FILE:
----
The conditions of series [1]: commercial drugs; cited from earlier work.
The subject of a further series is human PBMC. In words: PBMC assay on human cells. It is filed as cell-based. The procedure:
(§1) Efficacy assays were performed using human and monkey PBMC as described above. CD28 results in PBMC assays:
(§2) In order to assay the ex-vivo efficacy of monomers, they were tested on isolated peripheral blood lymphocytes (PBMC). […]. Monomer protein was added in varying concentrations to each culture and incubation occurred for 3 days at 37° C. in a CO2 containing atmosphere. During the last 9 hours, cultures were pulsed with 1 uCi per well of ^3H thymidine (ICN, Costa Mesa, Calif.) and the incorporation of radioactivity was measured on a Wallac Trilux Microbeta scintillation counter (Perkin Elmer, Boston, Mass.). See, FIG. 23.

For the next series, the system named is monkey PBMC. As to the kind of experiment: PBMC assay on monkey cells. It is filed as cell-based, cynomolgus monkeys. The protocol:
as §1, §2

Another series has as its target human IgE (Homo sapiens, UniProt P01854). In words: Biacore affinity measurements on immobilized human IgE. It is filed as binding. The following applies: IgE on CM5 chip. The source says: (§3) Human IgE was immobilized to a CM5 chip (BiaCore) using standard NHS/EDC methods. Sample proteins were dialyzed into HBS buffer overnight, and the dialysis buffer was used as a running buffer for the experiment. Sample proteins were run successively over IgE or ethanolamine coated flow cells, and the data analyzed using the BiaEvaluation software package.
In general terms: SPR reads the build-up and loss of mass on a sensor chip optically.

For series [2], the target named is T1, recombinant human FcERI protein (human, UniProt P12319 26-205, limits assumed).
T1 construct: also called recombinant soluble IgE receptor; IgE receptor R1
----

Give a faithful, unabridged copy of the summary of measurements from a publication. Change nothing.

The conditions of series [1]: commercial drugs; cited from earlier work.
The subject of a further series is human PBMC. In words: PBMC assay on human cells. It is filed as cell-based. The procedure:
(§1) Efficacy assays were performed using human and monkey PBMC as described above. CD28 results in PBMC assays:
(§2) In order to assay the ex-vivo efficacy of monomers, they were tested on isolated peripheral blood lymphocytes (PBMC). […]. Monomer protein was added in varying concentrations to each culture and incubation occurred for 3 days at 37° C. in a CO2 containing atmosphere. During the last 9 hours, cultures were pulsed with 1 uCi per well of ^3H thymidine (ICN, Costa Mesa, Calif.) and the incorporation of radioactivity was measured on a Wallac Trilux Microbeta scintillation counter (Perkin Elmer, Boston, Mass.). See, FIG. 23.

For the next series, the system named is monkey PBMC. As to the kind of experiment: PBMC assay on monkey cells. It is filed as cell-based, cynomolgus monkeys. The protocol:
as §1, §2

Another series has as its target human IgE (Homo sapiens, UniProt P01854). In words: Biacore affinity measurements on immobilized human IgE. It is filed as binding. The following applies: IgE on CM5 chip. The source says: (§3) Human IgE was immobilized to a CM5 chip (BiaCore) using standard NHS/EDC methods. Sample proteins were dialyzed into HBS buffer overnight, and the dialysis buffer was used as a running buffer for the experiment. Sample proteins were run successively over IgE or ethanolamine coated flow cells, and the data analyzed using the BiaEvaluation software package.
In general terms: SPR reads the build-up and loss of mass on a sensor chip optically.

For series [2], the target named is T1, recombinant human FcERI protein (human, UniProt P12319 26-205, limits assumed).
T1 construct: also called recombinant soluble IgE receptor; IgE receptor R1